Once again, Moag dares to dream big

July 19, 1998|By KEN ROSENTHAL

You want to bet against him, bet against him. The new football stadium at Camden Yards is testament to John Moag's fighting spirit. And this time, he is not alone.

Moag is merely one of the heavy hitters trying to secure the 2012 Olympics for Baltimore and Washington. Chances are it will never happen. But the last time people bet against Moag, he stole the Cleveland Browns.

"Objectively, in a lot of respects, I'm more confident about this," said Moag, one of the Baltimore board members appointed by Mayor Schmoke to join the consolidated organizing committee preparing the Olympic bid.

"I'm well-versed about the criteria for selection, as well as the unstated criteria. The broadcast rights are up in 2012. There's no better place to be than on the East Coast of the United States.

"If you look at what makes a great Olympics, it's here. We've got three airports, Amtrak and I-95 running through the sites, the existing infrastructure. And we're manageable. It's easy to run an Olympics here, as opposed to New York City."

The major venues are in place -- two new football stadiums in Maryland, a new arena in D.C., a revered ballpark in Baltimore. Only a velodrome, aquatics center and Olympic Village would need to be constructed.

Perhaps the biggest obstacle would be bringing together cities as different as Baltimore and Washington. But at least from an organizing standpoint, that already is done.

The emotional union? Uh, Washington will be fine, but Baltimore -- proud, provincial Baltimore, distrustful of all things D.C. -- will need to shed its insecurity once and for all.

We might as well break it to you -- Washington's name will be on the bid. It's a world capital, in case you've forgotten. And the International Olympic Committee would name one city the host, even if it meant offending Li'l Ol' Bawlmer.

That said, Moag is confident that the city and state would play as important a role as D.C., if not more important. In fact, he envisions building an Olympic Village just south of Camden Yards.

"They want the athletes to be able to walk to the key venues," Moag said. "That would tend to point to Baltimore as kind of the hub of athletic events, D.C. as the hub of the cultural Olympics as well as such sports as basketball and soccer."

Washington organizers surely would have their own ideas, but ++ Moag the only venues currently in D.C. are the MCI Center and RFK Stadium. Much as Ravens fans hate to admit it, even Jack Kent Cooke Stadium is in Maryland.

"The University of Maryland at College Park is going to be used. Towson State is going to be used. The Naval Academy is going to be used," Moag said. "There's Camden Yards, and the [Inner] Harbor.

"I not only don't see Baltimore getting left out, I see Baltimore being a big winner. If the city was not a winner, and it became clear that Baltimore was getting shortchanged, I don't think that government would step up to the plate. The state of Maryland has to guarantee that everything is going to come off."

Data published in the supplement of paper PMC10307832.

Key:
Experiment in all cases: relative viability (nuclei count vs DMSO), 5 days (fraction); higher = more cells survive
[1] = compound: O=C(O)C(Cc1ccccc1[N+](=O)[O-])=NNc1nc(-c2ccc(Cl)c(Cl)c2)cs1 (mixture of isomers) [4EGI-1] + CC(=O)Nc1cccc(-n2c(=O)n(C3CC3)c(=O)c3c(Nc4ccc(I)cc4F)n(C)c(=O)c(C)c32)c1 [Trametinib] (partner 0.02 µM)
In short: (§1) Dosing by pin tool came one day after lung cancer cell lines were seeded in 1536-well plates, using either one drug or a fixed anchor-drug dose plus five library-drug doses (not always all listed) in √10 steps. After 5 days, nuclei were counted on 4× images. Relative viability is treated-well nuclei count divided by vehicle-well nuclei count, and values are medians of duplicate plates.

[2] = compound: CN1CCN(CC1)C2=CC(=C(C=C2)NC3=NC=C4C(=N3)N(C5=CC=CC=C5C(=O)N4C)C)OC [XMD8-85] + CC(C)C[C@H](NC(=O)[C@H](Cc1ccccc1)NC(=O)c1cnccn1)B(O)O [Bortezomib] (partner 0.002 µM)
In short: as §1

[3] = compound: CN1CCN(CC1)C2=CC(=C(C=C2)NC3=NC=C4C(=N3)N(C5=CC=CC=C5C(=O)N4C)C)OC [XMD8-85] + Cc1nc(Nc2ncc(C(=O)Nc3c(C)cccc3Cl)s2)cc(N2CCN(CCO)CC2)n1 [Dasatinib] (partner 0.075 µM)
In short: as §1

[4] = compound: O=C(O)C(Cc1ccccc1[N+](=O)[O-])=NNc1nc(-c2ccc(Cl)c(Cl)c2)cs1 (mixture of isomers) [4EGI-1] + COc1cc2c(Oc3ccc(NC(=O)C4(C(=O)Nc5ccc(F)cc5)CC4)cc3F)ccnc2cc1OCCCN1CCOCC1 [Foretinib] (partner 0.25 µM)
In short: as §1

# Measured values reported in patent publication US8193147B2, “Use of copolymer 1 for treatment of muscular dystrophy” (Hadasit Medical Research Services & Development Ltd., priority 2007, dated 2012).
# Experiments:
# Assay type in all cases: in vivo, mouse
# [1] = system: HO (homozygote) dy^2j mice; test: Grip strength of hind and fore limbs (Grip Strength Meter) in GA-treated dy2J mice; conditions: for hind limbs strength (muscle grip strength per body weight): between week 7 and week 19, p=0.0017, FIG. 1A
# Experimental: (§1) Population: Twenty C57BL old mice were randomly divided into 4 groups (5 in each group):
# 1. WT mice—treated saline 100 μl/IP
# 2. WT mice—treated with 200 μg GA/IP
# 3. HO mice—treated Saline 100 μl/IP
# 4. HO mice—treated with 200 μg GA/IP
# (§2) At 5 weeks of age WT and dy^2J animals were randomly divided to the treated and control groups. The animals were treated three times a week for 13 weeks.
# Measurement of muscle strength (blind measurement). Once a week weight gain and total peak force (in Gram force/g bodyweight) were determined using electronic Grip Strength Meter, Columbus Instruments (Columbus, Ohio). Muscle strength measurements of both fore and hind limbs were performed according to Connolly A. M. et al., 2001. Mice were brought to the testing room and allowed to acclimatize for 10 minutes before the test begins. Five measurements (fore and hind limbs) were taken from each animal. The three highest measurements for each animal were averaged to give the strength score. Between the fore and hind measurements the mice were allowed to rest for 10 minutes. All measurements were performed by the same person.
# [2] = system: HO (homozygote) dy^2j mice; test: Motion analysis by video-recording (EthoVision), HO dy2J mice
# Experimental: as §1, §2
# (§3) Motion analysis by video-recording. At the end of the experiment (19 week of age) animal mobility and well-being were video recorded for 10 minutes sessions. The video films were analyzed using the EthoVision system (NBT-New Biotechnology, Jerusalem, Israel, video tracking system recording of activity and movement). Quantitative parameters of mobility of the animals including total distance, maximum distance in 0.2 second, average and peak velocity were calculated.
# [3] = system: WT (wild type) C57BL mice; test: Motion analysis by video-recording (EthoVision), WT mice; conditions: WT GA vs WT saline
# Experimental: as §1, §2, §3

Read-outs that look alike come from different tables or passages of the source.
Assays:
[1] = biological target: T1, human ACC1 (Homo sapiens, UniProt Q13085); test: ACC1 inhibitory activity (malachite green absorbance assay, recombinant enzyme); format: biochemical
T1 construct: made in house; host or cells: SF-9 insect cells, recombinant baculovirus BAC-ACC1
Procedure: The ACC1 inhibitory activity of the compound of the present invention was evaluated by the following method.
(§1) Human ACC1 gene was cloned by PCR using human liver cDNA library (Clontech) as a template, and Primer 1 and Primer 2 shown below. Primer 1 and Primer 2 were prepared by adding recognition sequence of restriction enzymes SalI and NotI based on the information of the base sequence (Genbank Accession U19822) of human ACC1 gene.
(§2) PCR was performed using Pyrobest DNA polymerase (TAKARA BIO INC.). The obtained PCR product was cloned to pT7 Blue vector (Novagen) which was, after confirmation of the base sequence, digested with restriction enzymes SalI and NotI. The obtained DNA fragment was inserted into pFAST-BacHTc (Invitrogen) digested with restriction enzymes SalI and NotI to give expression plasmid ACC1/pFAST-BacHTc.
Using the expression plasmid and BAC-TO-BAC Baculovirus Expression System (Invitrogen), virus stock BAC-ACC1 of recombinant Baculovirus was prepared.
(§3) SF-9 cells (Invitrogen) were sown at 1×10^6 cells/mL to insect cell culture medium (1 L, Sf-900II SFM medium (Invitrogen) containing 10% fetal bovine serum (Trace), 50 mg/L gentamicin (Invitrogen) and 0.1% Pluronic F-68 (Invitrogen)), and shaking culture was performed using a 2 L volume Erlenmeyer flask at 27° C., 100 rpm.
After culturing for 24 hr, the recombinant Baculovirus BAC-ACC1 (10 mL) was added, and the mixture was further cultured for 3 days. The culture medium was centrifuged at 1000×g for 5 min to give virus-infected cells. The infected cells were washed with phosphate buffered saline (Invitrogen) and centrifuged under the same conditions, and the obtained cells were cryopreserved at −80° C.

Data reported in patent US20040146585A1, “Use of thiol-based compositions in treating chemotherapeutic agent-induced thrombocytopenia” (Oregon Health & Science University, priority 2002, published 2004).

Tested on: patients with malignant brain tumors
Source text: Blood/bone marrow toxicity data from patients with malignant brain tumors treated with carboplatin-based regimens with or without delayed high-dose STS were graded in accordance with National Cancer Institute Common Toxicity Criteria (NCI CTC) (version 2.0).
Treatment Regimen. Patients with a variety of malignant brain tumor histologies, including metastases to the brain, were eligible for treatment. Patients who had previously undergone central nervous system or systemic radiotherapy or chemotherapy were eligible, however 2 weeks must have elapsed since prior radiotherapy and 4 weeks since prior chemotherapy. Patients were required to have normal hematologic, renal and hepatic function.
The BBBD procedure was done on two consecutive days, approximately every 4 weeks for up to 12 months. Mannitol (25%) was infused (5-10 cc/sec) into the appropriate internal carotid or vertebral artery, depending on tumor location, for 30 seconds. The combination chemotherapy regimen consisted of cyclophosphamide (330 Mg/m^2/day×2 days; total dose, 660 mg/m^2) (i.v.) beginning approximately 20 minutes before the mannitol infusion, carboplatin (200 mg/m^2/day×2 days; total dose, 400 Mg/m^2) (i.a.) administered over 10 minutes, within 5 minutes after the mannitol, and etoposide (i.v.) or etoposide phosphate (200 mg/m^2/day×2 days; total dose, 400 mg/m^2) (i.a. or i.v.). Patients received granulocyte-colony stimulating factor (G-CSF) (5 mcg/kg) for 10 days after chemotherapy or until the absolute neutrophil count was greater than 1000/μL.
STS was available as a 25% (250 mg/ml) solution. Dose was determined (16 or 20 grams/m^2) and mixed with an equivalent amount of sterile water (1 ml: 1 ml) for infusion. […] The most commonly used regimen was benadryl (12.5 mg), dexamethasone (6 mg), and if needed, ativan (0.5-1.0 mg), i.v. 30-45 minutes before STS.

So does D.C., for any events that take place within its city limits. Ultimately, that could be Maryland's trump card in securing the lead organizing role.

Would you trust Marion Barry's city with the Olympics? The D.C. side already is embroiled in a dispute -- it's proceeding without Elizabeth Ganzi, the chairman of its Olympic exploratory committee. Ganzi has threatened to file suit.

The IOC might frown on such a large Olympic radius, with events spread throughout the Baltimore-Washington corridor. The region, like every other U.S. contender, also lacks an Olympic Stadium for opening and closing ceremonies and track and field.

"Jack Kent Cooke is probably not an appropriate venue for an opening or closing ceremony because of its location. It's not integrated into an urban setting," Moag said.

The Ravens' stadium is, but it's in the wrong city.

Moag offered a suggestion.

"The Mall, maybe," he said. "Who says the opening and closing ceremonies even have to be in a stadium?"

The Mall is indeed an intriguing site, with the U.S. Capitol, Washington Monument and Lincoln Memorial providing spectacular backdrops.

But talk about a security nightmare.

"You're going to have to deal with a whole variety of security issues," Moag said. "Can you fence off the Mall? Maybe. Everyone has got to be open-minded and creative about how this unfolds."

Moag said it would not be necessary to build another stadium -- either the Ravens' new facility or Jack Kent Cooke Stadium could be altered for track and field.

At present, neither stadium could fit a track oval on its playing surface. Moag said a platform could be constructed to expand the square footage at either site, raising the floor while knocking out several rows of seats.

JKC would be the more likely candidate -- it starts with a capacity of 78,600, while the Ravens' stadium will seat about 69,000. The Olympic Stadium in Atlanta had a capacity of 83,100. The one in Sydney, Australia, will hold 110,000 for the 2000 Games.

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